What to Do When Your Biggest Threat to Security is a Well-Intentioned Employee
By: Rick Derouin, TAC Executive Consultant
We all make mistakes. Often, we don’t realize the full ramifications of our actions until we have that “oh no” moment after something has already gone wrong. In a business environment, there may be a large number of employees with enterprise access and multiple platforms, and society’s constant impetus to move to the latest device (which may not be an “official” device) poses a constant threat to security; especially from well-intentioned but security-challenged employees.
Unfortunately, employees tend to forget or disregard policies, especially mobile security policies, so they may engage in risky behavior without thinking about it. They’re generally unaware of the potential risks, and often treat their mobile device like their company PC, assuming it’s secured by IT. In an interview with The Wall Street Journal, the chief information security officer of Blackstone Group LP stated, “The No. 1 most significant risk to every organization is your well-intentioned, non malicious insider who is trying to do the right thing for the organization and makes a stupid mistake.”
What Makes Well-Intentioned Employees Dangerous
Employee threats are sometimes hard to spot, but there are a few warning signs you can look out for. Does the employee instantly access information on their device? There’s a good chance they’re not using a passcode. Were they hired recently or do they miss meetings regularly? They may not have been counseled on the mobile security policy. Do they use multiple devices or a different device type than you’re managing? You may have an unsecured device problem.
Most employees aren’t malicious. They aren’t a deliberate security threat; they just don’t understand that what they’re doing is wrong. Here are the top six mistakes well-intentioned employees make that are a threat to security:
- Accessing unsecured Wi-Fi
- Using login credentials on shared or unsecured devices
- Failing to use a passcode on devices
- Saving company information to personal devices or cloud storage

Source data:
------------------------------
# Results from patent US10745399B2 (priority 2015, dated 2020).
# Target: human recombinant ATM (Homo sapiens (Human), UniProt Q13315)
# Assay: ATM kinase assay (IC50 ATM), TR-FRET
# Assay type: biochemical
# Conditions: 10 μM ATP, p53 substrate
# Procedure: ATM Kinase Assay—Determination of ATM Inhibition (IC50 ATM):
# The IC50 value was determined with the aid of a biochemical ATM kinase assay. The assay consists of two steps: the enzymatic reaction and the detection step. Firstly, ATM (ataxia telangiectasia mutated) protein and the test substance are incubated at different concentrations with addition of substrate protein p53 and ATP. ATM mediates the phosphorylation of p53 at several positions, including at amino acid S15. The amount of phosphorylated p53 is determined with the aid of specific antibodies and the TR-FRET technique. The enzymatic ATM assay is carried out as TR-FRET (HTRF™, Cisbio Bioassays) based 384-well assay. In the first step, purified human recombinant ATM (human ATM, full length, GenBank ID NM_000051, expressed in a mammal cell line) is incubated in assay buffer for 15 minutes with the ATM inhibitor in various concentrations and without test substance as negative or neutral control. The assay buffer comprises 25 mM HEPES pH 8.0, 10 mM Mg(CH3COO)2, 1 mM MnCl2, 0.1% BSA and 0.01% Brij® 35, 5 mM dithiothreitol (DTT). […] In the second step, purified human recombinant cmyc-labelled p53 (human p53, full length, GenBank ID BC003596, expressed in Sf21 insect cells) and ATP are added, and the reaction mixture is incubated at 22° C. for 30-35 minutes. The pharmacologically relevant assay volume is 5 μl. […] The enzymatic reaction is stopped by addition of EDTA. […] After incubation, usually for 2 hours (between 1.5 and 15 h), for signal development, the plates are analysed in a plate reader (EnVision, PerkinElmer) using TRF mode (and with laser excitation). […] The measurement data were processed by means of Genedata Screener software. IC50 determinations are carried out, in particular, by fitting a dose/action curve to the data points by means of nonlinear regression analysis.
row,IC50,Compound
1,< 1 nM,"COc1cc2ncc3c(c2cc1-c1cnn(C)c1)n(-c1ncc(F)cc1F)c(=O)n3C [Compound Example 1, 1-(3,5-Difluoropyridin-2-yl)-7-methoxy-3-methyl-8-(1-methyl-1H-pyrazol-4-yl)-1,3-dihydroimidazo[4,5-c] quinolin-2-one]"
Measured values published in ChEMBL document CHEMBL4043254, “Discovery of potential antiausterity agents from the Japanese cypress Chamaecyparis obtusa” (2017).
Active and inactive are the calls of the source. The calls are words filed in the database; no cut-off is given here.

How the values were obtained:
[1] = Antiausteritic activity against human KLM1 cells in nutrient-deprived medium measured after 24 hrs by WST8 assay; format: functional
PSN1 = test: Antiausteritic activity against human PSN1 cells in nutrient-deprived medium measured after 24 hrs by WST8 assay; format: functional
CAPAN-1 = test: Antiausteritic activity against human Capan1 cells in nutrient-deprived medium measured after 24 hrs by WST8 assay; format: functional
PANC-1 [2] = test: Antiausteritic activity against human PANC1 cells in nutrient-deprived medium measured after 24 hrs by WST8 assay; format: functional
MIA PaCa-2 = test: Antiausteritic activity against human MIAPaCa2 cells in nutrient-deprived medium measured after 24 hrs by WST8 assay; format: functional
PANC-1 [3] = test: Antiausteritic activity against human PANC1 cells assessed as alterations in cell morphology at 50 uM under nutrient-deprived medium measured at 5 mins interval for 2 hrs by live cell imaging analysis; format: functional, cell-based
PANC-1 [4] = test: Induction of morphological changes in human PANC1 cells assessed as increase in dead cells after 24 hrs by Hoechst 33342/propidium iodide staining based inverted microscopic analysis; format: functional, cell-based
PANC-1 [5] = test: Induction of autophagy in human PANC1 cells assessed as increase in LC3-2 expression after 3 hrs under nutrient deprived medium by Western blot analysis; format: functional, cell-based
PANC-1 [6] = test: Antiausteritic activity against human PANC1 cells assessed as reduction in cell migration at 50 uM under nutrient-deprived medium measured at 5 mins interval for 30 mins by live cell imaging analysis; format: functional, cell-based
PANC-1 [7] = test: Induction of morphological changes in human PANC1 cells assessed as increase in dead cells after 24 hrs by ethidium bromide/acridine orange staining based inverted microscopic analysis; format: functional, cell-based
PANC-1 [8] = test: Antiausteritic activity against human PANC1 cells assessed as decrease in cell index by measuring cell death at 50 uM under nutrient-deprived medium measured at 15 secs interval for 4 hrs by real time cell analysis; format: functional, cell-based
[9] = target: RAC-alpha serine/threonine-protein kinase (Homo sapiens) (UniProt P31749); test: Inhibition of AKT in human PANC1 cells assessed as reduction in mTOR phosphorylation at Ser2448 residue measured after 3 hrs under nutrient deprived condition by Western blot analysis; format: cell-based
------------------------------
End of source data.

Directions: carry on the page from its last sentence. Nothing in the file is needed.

- Inadvertently forwarding sensitive information
- Taking company information or login credentials with them when they leave
Mitigating the Risk Well-Intentioned Employees Represent
From a security perspective, people are hard to manage; they do all sorts of things when you aren’t looking and you can’t watch them every minute of every day. Still, there are some things you can do to educate employees and manage devices for a more secure mobile environment. Here are four steps you should take to mitigate the risks of a well-intentioned employee:
- Create well-defined policies.
- Set device limits.
- Implement a mobile device management solution.
The nice thing about malicious threats to security is that dealing with them is black and white. They don’t have good intentions, and you don’t want them anywhere near your data. Dealing with the threat of well-intentioned employees is more difficult, because you want them to have access to information, but there’s always a chance that they might misuse it. It can be hard for IT personnel to understand why employees do the things they do, but remember that not everyone understands the risk. Try to put yourself in their less-educated shoes, and safeguard against their mistakes before they make them.
Rick Derouin, TAC Executive Consultant, has more than 35 years of experience in the IT and telecommunications industries, with the past 12 years focused on increasing clients’ business benefits from investments in communications technology and services and ensuring clients need what they have and are paying the best possible price. He has designed and implemented innovative approaches to performance measurement, benchmarking, and alignment of technology for increased communications (voice and data) effectiveness. Mr. Derouin began his career with 10 years at IBM, in the last 15 years of his vendor career he was Senior Vice President of TeleGlobe, Vice President of AT&T Public Sector Markets, World Wide Vice President of Steltor, and Global Vice President of Oracle’s SWAT Team.